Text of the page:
January 23, 2013
For the joy of learning: Osher Institute classes spring into a new year with UFM Community Learning Center
Learning is for a lifetime. That's why the Osher Lifelong Learning Institute at the University of Kansas is again partnering with Kansas State University, UFM Community Learning Center and Meadowlark Hills Retirement Community to bring classes to Manhattan for adults 50 and older.
It's the eighth semester for Osher classes in the community, with this semester's offerings -- six different courses and three special events -- the most offered in a semester by the Osher program in Manhattan. The institute's motto is "the joy of learning."
"The Osher classes, coordinated by UFM Community Learning Center, have seen great success over the last seven semesters -- a success due to the enthusiasm for continued learning throughout a lifetime held by Midwest residents," said Linda Teener, UFM director.
The first course will provide an insider's view of the Cold War era. Behind the Iron Curtain: Cold War Stories will take place from 1-3 p.m. Wednesday, Feb. 6, 13, and 20, at the Meadowlark Hills Community Room. Topics to be discussed include the Yalta Conference, Stalin's terror, the development of the Communist Bloc and much more. Instructor Waldemar Biniecki was born in Bydgoszcz, Poland, and received his master's degree in education.
The second course, Textile Rescue 101: Saving Your Heirloom Clothing, will provide basic knowledge to record and learn about treasured family heirlooms using a material culture analysis as well as methods for conversation, storage and display. It will take place from 5:30-7:30 p.m. Monday, Feb. 18 and 25 and March 4 in 157 Justin Hall at Kansas State University. Instructor Marla Day is curator of the university's Historic Costume and Textiles Museum.
The History of Native Americans in Kansas, the third course opportunity, will look at the history of the Native American tribes that once lived in Kansas as well as those who still make Kansas their home. It will examine the cultures, traditions, tools and artifacts of Native American tribes in Kansas. Instructor Doug Tippin is a retired history teacher who has researched Native Americans for 45 years. It will take place from 2-4 p.m. Tuesday, Feb. 26 and March 5 and 12 in the Fellowship Hall at College Avenue United Methodist Church, 1609 College Ave.
In the course Writing: Discovering Slice-of-life Stories Contained in Your Treasured Objects, participants will evaluate their family mementos, treasured photographs, vintage clothing, wartime letters or family recipes to record important family stories. They also will explore ways to compile stories so that they can be shared with friends and family. The course is led by Deborah Murray, an instructor of English at Kansas State University. It will be offered from 5-7 p.m. Monday, March 25 and April 1 and 8 in the Area Agency on Aging Conference Room, 401 Houston St.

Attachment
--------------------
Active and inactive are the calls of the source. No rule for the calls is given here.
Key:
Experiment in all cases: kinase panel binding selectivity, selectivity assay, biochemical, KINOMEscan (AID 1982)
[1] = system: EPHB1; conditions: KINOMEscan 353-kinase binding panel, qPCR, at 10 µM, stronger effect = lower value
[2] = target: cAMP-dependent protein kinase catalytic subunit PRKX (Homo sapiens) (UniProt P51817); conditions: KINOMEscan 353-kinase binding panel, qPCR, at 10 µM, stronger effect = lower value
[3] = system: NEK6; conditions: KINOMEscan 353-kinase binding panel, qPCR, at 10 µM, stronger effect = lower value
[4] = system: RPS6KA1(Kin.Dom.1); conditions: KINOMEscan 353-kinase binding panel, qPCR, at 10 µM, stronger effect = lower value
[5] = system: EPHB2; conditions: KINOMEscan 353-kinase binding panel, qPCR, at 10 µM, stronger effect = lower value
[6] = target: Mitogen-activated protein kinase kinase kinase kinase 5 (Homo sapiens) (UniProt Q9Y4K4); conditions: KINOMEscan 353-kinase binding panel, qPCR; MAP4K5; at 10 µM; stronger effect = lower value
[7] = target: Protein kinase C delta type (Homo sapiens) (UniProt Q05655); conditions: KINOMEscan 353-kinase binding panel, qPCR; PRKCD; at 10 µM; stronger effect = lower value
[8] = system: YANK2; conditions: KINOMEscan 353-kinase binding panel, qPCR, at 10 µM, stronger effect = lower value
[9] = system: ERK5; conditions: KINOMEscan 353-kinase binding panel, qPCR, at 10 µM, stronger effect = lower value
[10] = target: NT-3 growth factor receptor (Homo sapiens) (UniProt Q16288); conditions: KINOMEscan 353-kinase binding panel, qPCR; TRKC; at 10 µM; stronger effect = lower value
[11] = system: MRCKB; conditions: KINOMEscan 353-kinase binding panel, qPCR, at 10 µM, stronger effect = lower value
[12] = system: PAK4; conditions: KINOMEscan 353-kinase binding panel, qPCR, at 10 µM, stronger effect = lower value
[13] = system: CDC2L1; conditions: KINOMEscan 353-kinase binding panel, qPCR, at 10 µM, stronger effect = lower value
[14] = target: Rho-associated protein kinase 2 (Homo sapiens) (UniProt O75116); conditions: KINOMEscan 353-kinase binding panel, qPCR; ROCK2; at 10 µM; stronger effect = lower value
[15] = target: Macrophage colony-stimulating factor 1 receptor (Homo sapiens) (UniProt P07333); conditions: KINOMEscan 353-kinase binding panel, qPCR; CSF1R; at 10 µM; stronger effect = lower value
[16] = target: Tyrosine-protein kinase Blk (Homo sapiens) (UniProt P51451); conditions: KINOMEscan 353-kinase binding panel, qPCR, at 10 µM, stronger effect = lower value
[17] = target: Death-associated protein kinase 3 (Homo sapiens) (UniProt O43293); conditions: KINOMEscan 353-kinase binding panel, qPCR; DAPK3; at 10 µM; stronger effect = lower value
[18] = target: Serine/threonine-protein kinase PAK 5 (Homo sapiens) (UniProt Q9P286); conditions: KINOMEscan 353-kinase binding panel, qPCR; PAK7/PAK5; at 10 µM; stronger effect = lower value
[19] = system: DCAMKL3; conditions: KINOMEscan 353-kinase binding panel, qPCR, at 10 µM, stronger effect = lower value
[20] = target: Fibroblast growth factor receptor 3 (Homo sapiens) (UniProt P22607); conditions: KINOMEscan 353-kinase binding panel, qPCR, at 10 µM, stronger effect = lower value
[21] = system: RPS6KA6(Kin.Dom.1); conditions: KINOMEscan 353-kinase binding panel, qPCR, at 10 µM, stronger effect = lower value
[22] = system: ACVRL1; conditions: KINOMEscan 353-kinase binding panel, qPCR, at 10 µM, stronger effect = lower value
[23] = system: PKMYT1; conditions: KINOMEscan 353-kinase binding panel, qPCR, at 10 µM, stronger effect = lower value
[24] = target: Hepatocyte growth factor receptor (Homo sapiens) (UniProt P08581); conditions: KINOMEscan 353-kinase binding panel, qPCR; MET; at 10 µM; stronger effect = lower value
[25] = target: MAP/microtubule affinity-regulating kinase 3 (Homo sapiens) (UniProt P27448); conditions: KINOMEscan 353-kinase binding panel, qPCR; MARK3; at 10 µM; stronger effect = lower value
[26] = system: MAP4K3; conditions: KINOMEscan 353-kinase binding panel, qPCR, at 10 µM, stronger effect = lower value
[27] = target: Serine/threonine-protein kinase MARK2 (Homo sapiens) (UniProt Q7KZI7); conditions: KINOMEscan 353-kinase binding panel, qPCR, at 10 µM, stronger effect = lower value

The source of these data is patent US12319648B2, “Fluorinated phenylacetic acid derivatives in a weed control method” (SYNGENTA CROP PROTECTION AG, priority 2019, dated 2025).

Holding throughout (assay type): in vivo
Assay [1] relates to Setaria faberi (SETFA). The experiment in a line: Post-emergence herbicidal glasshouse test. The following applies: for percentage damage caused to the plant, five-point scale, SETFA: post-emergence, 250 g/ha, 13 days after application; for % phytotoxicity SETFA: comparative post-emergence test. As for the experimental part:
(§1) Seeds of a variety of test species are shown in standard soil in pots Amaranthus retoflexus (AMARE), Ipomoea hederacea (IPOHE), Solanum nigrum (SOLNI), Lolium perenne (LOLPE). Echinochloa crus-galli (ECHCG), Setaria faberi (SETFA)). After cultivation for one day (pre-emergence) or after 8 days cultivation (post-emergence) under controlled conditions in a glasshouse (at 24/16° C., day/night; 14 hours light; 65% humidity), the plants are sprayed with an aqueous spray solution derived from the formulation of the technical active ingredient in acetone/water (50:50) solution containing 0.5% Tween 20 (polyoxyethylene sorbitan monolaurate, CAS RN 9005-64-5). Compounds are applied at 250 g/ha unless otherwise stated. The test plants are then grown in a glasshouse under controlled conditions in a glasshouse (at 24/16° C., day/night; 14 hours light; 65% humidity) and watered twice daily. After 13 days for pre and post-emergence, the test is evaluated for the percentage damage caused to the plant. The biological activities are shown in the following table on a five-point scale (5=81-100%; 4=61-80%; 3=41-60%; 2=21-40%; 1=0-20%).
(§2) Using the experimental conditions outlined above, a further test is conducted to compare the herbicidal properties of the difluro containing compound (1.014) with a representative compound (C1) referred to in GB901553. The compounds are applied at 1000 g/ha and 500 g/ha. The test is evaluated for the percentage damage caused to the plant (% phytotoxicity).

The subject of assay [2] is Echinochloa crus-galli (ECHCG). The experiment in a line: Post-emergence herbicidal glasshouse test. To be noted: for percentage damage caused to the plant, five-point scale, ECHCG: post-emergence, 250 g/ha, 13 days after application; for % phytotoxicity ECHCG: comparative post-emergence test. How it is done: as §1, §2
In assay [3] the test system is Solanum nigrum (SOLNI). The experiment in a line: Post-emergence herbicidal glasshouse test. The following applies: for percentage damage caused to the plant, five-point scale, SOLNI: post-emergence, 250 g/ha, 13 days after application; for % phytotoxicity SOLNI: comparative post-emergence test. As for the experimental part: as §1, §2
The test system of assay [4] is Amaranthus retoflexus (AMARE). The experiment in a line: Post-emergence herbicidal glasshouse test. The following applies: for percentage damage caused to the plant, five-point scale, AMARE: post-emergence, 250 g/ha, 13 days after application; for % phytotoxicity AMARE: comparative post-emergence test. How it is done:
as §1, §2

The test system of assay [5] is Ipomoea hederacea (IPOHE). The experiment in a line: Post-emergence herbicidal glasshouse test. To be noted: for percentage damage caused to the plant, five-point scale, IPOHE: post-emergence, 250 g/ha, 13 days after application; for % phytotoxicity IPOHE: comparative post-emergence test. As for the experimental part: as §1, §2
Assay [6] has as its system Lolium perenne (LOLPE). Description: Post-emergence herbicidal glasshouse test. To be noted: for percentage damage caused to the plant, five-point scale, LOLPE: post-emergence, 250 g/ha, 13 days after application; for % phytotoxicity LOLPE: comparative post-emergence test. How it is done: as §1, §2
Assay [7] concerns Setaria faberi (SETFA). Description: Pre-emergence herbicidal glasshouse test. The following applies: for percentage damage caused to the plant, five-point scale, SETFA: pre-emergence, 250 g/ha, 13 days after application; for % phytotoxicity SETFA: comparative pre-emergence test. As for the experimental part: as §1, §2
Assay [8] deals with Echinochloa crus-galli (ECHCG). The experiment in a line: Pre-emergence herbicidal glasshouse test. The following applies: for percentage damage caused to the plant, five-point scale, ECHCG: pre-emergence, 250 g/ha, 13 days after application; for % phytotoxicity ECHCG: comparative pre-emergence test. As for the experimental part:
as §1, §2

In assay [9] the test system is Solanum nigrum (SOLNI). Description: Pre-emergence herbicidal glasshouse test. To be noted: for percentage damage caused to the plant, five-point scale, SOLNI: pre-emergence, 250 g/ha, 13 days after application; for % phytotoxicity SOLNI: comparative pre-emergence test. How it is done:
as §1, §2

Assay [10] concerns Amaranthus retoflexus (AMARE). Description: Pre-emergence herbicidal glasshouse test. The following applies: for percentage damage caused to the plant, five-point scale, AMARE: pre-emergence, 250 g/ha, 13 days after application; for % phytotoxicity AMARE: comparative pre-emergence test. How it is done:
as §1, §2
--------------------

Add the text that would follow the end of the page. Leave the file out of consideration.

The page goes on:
The fifth course, Experiencing the Magic of Baseball, will feature histories, reminiscences and discussions based on America's national pastime. It will attempt to recapture some of the magic of the pre-eminent summer sport. The course will be offered from 5-7 p.m. Tuesday, April 2, 9 and 16 in 123 Leadership Studies Building on the Kansas State University campus. Instructor is Roger Johnson, a lifetime baseball fan and academic counselor for the university's athletics department.
Exploring the Northern Isles of Scotland looks at the physical, economic and cultural geography from the Scottish mainland to Shetland, Orkney and the Outer Hebrides. Discussions will include archaeology, land tenure and ecology. Instructor is Tom Schmiedeler, professor of geography at Washburn University. The course will be offered from 6-8 p.m. Wednesday, April 17 and 24 and May 1, in 123 Leadership Studies Building on the Kansas State University campus.
The first special event of the season will feature the Manhattan Arts Center's production of "Caberet." Offered on Sunday, April 28, the program will start with a noon lunch accompanied by a lecture with the musical's director Penny Cullers and German history specialist Brent Maner, an associate professor of history at Kansas State University, on the process of putting on the musical and the history behind "Caberet." It will be followed by the matinee at 2 p.m. at the Manhattan Arts Center, 1520 Poyntz Ave.
The second special event, 10 a.m. to 1:30 p.m. Friday, May 3, will include a leisurely self-guided tour through the Flint Hills Discovery Center, 315 S. Third St., with its Immersion Experience theater and interactive displays. Lunch will follow at Local Food and Friends, 3011 Anderson Ave., which donates 100 percent of its profits to local Manhattan charities.
The final special event and Osher event of the season will be "A Poetic Tribute to Kansas' First 150 Years." Kansas poet laureate Caryn Mirriam-Goldberg will lead a reading and discussion of the book "To the Stars Through Difficulties: A Kansas Renga in 150 Voices." Contributors from the Manhattan and Topeka areas will read from the book and the poet laureate will discuss the state of the arts in Kansas. It will take place from 7-9 p.m. Tuesday, May 7, Meadowlark Hills Community Room.
To register or find out more about the classes and special events, go to http://www.tryufm.org and click on the Osher Institute classes link or call 877-404-5823 toll-free, or 785-864-5823.